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From: Jake Kouns (jkounsopensecurityfoundation.org)
Date: Thu Aug 19 2010 - 22:57:25 CDT
August 13th, 2010 by adam
(San Diego, CA) Since the 1980?s, children in the US have been issued
Social Security numbers (SSN) at birth. However, by law, they cannot
be offered credit until they reach the age of 18. A child?s SSN is
therefore dormant for credit purposes for 18 years. Opportunists have
found novel ways to abuse these “dormant” numbers. Unfortunately,
credit issuers do not currently have the ability to verify if a SSN
belongs to an adult or a minor. If they knew that the SSN presented
belonged to a minor they would automatically deny opening a credit
Years ago, the Identity Theft Resource Center envisioned a simple
solution to this problem. It is called the Minors 17-10 Database and
ITRC has been talking with various government entities and legislators
about this concept since July 2005. (…)
The creation of a Minors 17-10 Database would provide credit issuers
the tool to verify if the SSN provided belongs to a child. This
proposed SSA record file would selectively extract the name, month of
birth, year of birth, and SSN of every minor from birth to the age of
17 years and 10 months. This record file, maintained by SSA, would be
provided monthly to approved credit reporting agencies. When a credit
issuer calls about the creditworthiness of a SSN, if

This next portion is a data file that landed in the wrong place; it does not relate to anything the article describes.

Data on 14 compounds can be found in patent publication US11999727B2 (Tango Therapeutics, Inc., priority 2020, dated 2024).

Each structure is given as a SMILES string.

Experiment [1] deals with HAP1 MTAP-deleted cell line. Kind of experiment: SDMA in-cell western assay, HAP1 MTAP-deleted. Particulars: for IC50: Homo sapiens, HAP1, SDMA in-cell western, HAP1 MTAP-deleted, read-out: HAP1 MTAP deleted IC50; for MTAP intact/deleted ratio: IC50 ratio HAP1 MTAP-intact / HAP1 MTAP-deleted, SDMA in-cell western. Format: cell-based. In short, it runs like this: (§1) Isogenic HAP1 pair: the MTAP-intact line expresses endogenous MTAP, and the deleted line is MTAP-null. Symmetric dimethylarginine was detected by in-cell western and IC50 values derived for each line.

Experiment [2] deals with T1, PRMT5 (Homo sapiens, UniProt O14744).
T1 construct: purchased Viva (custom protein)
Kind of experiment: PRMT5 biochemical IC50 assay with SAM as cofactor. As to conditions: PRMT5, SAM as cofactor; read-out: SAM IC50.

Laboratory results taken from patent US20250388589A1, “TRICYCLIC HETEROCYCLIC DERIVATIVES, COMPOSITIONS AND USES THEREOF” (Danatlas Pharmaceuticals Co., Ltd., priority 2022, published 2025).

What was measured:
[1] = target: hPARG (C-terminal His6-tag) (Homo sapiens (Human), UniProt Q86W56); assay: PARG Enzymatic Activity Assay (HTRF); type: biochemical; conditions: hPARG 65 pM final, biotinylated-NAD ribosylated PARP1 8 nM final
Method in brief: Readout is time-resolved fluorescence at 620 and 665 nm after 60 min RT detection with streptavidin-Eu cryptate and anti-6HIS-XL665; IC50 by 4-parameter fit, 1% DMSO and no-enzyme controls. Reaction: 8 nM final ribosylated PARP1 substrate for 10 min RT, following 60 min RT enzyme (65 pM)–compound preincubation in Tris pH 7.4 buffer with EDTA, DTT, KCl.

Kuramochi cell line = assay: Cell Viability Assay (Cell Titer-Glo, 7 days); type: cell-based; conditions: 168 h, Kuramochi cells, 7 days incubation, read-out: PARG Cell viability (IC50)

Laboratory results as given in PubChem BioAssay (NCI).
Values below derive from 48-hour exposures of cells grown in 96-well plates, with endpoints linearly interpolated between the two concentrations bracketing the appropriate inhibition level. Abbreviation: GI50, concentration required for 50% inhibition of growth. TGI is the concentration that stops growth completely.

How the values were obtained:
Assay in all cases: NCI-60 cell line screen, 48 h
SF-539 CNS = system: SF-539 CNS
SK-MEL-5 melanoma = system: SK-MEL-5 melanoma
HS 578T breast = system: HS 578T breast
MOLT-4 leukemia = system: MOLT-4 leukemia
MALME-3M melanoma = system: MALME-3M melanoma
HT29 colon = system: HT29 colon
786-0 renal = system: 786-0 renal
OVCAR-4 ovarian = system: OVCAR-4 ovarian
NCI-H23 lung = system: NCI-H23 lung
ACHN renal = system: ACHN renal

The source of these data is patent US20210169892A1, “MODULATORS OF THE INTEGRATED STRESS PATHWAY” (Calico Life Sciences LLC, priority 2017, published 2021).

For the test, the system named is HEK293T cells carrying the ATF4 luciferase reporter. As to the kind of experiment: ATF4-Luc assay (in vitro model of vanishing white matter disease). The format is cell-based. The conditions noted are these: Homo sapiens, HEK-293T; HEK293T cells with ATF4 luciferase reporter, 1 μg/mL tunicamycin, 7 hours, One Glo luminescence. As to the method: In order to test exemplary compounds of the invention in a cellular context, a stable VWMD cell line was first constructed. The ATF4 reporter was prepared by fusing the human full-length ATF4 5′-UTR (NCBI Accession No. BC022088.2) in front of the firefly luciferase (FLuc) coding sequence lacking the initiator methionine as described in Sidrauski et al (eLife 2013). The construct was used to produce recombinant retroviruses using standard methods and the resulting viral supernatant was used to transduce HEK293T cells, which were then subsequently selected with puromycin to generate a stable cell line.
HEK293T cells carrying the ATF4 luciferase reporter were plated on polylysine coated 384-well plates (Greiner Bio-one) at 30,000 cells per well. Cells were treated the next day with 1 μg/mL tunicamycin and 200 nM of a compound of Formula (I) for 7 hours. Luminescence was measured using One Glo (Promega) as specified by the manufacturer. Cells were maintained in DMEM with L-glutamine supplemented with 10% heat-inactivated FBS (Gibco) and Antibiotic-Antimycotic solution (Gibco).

the number is on the Minors 17-10 Database, they would be told that
the SSN belongs to a minor.
That’s from a press release mailed out by the normally very good
Identity Theft Resource Center. Unfortunately, this idea is totally
and subtly broken.
Today, the credit agencies don’t get lists from the SSA. This is a
good thing. There’s no authorization under law for them to do so. The
fact that they’ve created an externality on young people is no reason
to revise that law. The right fix is for them to fix their systems.
The right fix is for credit bureaus to delete any credit history from
before someone turns 18. Birth dates could be confirmed by a drivers
license, passport or birth certificate.
Here’s how it would work:
Alice turns 18.
Alice applies for credit and discovers she has a credit history
Alice calls the big three credit agencies and gets a runaround
explains she’s just turned 18, and apparently has credit from when she
The credit agency asks for documents, just like they do today (see
“when do I need to provide supporting docs”)
The credit agency looks at the birthday they’ve been provided, and
substracts 18 years from the year field.
The credit agency removes the record from the report
It’s easy, and doesn’t require anything but a change in process by the
credit bureaus. No wonder they haven’t done it, when they can convince
privacy advocates that they should get lists of SSN/name/dob tuples
from Uncle Sam.
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